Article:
Whit regard to the general characteristics of the investigated subjects, there were more female respondents (625; 89.0 %) than male respondents (77; 11.0 %). In terms of academic year, third-year students were the majority (237; 33.8 %), followed by fourth-year students (207; 29.5 %), first-year students (131; 18.7 %), and second-year students (126; 17.9 %). Most students reported their perceived socioeconomic status as “middle” (600; 85.5 %). With regard to the geographical location, more students lived in district towns (495, 70.5 %) than in metropolitan areas (207; 29.5 %) (Table 3).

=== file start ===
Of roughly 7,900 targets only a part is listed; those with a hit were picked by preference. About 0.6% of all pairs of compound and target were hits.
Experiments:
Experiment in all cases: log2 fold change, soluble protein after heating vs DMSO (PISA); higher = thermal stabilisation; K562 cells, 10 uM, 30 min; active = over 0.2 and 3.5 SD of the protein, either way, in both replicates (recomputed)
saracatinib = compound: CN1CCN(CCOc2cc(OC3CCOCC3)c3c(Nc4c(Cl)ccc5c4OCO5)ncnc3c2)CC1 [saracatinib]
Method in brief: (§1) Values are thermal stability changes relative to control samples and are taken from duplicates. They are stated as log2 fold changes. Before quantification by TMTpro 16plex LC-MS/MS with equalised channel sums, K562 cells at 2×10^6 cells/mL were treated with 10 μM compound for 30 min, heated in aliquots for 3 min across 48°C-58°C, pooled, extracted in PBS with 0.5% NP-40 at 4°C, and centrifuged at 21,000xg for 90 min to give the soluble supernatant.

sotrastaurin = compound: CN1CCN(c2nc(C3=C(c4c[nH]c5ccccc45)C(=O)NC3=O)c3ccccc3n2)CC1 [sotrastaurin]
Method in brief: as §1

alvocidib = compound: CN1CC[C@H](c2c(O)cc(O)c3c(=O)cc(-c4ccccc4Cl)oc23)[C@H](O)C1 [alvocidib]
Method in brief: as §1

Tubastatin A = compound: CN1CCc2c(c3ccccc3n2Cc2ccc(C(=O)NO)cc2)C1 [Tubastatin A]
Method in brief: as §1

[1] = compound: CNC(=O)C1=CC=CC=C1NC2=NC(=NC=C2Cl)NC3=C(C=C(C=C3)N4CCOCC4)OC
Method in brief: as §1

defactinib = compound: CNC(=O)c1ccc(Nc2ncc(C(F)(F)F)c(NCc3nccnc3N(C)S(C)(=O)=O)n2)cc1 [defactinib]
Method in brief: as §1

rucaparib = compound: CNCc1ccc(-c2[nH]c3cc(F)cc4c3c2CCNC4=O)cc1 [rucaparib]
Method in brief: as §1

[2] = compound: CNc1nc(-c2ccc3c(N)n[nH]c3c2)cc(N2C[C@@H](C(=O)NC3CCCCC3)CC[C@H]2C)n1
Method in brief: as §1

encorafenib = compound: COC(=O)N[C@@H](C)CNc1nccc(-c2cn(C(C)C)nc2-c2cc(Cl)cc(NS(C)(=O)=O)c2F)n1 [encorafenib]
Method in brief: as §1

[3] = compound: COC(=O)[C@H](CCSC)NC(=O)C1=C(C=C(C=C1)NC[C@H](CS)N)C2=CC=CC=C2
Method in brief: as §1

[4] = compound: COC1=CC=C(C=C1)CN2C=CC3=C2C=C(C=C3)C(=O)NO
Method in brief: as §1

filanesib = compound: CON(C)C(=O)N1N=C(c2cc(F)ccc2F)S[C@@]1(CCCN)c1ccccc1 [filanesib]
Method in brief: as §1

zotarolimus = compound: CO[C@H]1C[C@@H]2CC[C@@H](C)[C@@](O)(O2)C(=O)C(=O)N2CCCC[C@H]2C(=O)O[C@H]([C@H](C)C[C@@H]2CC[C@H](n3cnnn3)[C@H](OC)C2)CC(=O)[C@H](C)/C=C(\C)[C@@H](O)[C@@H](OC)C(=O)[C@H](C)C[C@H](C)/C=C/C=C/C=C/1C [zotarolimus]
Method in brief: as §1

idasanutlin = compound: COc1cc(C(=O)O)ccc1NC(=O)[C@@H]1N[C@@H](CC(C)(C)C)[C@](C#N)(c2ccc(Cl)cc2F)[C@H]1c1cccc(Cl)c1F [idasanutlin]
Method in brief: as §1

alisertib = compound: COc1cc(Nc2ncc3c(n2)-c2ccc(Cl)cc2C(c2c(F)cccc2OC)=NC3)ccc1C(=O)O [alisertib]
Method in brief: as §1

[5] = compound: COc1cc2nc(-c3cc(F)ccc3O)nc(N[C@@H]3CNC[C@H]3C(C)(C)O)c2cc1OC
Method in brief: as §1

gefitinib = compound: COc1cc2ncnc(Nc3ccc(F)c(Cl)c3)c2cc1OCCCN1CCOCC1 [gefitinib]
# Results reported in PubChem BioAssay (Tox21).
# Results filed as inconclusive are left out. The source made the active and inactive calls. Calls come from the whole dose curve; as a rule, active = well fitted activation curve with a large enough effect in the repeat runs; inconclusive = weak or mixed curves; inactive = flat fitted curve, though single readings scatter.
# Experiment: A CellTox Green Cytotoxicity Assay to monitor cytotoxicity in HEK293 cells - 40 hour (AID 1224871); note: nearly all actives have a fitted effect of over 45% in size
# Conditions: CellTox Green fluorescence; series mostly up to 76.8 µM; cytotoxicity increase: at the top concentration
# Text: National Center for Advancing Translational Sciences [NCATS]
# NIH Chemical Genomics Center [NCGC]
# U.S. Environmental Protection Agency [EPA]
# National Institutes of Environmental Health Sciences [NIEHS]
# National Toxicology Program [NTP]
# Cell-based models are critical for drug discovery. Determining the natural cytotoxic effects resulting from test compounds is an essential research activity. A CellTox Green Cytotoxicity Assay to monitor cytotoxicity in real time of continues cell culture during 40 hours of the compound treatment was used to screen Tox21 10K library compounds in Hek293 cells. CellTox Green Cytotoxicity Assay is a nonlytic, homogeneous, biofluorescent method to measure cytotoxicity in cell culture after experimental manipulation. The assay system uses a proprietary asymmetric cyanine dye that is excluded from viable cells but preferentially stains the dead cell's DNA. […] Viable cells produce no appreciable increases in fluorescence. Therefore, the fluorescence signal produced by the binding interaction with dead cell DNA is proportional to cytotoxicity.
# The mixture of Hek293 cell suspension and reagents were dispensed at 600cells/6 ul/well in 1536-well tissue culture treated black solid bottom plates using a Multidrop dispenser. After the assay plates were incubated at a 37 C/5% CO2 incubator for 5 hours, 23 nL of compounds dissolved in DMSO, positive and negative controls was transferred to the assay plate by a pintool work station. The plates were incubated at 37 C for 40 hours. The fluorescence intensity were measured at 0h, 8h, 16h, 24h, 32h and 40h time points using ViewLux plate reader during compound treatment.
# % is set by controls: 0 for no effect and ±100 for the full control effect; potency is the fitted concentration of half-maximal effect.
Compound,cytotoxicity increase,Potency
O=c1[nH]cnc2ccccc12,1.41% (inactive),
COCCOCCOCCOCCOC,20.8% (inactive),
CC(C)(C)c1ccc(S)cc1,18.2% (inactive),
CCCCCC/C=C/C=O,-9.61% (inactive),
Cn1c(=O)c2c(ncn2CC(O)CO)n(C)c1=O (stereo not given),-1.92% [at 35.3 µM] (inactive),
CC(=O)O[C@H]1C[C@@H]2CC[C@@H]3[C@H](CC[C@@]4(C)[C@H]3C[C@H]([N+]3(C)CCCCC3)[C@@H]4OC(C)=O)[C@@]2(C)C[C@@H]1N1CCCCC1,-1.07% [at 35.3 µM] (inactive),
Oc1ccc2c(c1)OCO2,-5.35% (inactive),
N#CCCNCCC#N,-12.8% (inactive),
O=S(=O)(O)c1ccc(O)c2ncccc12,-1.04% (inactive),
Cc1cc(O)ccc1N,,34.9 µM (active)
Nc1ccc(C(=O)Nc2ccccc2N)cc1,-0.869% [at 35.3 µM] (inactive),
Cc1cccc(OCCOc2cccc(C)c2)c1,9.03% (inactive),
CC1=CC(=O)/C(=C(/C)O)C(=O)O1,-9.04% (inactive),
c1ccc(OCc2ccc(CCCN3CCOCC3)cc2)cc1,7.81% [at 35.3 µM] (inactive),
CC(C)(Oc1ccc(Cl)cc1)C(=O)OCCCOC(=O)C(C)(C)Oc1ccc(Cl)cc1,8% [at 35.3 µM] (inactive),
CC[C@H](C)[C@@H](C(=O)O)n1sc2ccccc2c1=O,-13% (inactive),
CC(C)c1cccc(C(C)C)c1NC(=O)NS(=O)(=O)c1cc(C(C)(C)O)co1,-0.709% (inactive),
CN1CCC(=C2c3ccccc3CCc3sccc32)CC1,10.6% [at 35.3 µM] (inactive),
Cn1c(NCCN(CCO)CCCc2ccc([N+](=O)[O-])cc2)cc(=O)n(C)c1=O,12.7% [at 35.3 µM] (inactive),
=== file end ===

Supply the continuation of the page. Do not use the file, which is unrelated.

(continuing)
When differences in attribute levels were analyzed, statistically significant coefficients were obtained for the following attributes: salary, geographical location, hospital type, opportunity to upgrade qualifications, welfare system, and organizational culture. In other words, except for the provision of a dormitory, statistical significance was observed in all other attributes (Table 4). The statistical significance of the coefficient on attributes means that the level of each attribute influences the subjects’ choice of scenarios; in other words, the subjects considered salary, geographical location, hospital type, opportunity to upgrade qualifications, welfare system, and organizational culture as important when choosing hospitals. In particular, the hospital choice probability was higher when the salary was higher, and the choice probability was lower in metropolitan or large-, medium-, or small-sized cities compared to areas near the students’ areas of residence. The probability of choosing tertiary hospitals was lower than the probability of choosing general hospitals, and the probability of choosing hospitals that require 3–5 years to upgrade qualifications was lower than the probability of choosing hospitals that require more than 5 years to upgrade qualifications. The probability of choosing hospitals that provide a sufficient welfare system was higher, and the probability of choosing hospitals with relation-oriented organizational culture was higher than the probability of choosing hospitals with hierarchy-oriented organizational culture (P < .001).